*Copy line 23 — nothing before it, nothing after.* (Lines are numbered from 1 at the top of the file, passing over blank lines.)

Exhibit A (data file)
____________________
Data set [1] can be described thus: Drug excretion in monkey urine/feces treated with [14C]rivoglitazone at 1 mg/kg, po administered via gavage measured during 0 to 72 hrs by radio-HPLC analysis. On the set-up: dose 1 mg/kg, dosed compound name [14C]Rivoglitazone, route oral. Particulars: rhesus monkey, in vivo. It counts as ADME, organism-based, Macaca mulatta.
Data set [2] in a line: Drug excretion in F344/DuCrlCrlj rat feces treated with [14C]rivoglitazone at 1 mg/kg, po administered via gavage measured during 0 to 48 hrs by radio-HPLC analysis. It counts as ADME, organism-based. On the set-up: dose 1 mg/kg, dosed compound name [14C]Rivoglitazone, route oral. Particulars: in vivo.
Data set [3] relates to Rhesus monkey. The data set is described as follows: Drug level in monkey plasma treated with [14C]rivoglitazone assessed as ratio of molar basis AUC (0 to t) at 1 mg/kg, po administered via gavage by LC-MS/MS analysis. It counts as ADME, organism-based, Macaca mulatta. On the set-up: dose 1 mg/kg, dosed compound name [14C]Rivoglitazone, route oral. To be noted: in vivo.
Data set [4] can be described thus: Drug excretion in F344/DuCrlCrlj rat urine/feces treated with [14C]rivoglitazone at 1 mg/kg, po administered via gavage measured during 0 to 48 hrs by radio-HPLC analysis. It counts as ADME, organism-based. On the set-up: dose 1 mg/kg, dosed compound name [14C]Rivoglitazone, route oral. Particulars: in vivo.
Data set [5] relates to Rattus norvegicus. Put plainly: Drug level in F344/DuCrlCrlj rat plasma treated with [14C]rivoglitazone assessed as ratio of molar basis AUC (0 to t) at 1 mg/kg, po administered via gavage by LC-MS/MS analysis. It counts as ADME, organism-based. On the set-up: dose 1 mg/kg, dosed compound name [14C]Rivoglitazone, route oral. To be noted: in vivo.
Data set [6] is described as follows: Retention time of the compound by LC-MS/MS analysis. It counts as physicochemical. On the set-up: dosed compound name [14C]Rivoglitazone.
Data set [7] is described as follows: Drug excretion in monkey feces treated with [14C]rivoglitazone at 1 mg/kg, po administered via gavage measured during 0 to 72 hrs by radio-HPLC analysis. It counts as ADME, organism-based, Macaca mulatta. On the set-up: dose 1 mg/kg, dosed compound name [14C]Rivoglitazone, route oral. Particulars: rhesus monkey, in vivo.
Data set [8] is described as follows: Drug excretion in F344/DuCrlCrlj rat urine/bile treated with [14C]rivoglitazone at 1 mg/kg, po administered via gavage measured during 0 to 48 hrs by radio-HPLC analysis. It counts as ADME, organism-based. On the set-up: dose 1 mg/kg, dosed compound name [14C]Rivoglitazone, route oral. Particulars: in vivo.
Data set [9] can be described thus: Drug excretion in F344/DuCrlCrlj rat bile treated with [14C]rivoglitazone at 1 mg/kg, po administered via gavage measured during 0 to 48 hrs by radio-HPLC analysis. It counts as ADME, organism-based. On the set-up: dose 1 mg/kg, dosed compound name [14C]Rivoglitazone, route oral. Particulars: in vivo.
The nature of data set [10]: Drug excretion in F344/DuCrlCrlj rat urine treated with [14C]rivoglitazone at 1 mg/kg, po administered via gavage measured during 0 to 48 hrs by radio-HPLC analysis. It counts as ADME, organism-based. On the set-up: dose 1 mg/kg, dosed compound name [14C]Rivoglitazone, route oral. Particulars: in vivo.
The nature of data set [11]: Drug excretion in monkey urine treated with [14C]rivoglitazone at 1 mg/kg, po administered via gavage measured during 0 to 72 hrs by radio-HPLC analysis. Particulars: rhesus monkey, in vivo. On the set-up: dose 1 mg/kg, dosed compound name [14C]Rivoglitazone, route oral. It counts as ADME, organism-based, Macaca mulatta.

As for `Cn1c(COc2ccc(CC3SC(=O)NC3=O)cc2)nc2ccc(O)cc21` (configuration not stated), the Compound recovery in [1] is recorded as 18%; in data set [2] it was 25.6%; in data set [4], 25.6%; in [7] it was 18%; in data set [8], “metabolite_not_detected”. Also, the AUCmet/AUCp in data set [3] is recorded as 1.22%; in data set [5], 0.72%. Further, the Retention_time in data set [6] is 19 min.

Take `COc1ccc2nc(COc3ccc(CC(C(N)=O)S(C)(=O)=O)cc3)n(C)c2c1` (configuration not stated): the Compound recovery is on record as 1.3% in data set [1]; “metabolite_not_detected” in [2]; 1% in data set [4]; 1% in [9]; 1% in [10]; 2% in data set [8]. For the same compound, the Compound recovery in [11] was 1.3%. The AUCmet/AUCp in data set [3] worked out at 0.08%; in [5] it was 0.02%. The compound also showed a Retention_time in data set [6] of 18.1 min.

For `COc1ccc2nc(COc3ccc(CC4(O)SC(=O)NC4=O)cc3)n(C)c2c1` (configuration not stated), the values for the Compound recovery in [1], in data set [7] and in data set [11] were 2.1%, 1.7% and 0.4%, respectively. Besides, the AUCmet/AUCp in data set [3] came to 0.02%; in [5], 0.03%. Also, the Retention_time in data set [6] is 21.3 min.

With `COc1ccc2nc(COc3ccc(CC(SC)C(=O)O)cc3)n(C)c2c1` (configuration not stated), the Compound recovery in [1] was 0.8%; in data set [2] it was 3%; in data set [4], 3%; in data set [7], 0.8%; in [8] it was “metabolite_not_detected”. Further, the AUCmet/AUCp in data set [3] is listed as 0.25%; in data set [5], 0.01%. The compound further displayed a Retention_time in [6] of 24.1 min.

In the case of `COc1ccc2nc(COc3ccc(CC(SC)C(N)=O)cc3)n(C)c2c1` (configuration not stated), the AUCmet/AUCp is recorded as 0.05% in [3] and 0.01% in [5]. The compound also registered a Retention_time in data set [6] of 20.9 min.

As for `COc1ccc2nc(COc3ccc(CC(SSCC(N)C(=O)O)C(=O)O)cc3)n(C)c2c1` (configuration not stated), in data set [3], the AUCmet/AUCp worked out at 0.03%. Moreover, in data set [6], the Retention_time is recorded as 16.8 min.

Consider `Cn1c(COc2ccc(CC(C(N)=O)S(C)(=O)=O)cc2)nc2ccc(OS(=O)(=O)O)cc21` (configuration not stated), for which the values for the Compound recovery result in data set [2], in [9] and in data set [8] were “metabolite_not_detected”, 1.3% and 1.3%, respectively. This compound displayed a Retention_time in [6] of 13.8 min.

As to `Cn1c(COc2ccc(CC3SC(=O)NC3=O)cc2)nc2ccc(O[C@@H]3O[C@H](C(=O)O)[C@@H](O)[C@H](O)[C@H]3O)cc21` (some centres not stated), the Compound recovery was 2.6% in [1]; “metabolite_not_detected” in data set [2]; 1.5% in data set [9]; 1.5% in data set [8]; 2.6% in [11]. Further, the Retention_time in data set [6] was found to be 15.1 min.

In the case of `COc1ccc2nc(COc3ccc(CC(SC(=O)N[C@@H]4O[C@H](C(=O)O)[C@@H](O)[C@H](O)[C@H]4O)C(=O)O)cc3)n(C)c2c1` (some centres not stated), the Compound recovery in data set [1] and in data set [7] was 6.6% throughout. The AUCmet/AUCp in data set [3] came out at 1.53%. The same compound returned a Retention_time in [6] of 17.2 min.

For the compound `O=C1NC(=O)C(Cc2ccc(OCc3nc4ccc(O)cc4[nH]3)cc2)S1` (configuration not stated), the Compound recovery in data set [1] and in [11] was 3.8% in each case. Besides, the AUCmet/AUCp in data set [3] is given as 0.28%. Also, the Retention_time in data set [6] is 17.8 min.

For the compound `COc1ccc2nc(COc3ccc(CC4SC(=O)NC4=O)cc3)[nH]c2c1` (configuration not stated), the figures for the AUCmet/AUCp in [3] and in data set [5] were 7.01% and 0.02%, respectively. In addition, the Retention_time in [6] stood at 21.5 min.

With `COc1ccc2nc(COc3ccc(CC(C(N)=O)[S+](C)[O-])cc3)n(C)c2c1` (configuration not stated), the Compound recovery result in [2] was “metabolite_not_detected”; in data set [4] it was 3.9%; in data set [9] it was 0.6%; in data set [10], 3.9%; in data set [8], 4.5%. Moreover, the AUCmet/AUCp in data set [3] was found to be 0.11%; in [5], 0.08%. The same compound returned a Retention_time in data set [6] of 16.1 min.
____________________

With `COc1ccc2nc(COc3ccc(CC(C(N)=O)[S+](C)[O-])cc3)n(C)c2c1` (configuration not stated), the Compound recovery result in [2] was “metabolite_not_detected”; in data set [4] it was 3.9%; in data set [9] it was 0.6%; in data set [10], 3.9%; in data set [8], 4.5%. Moreover, the AUCmet/AUCp in data set [3] was found to be 0.11%; in [5], 0.08%. The same compound returned a Retention_time in data set [6] of 16.1 min.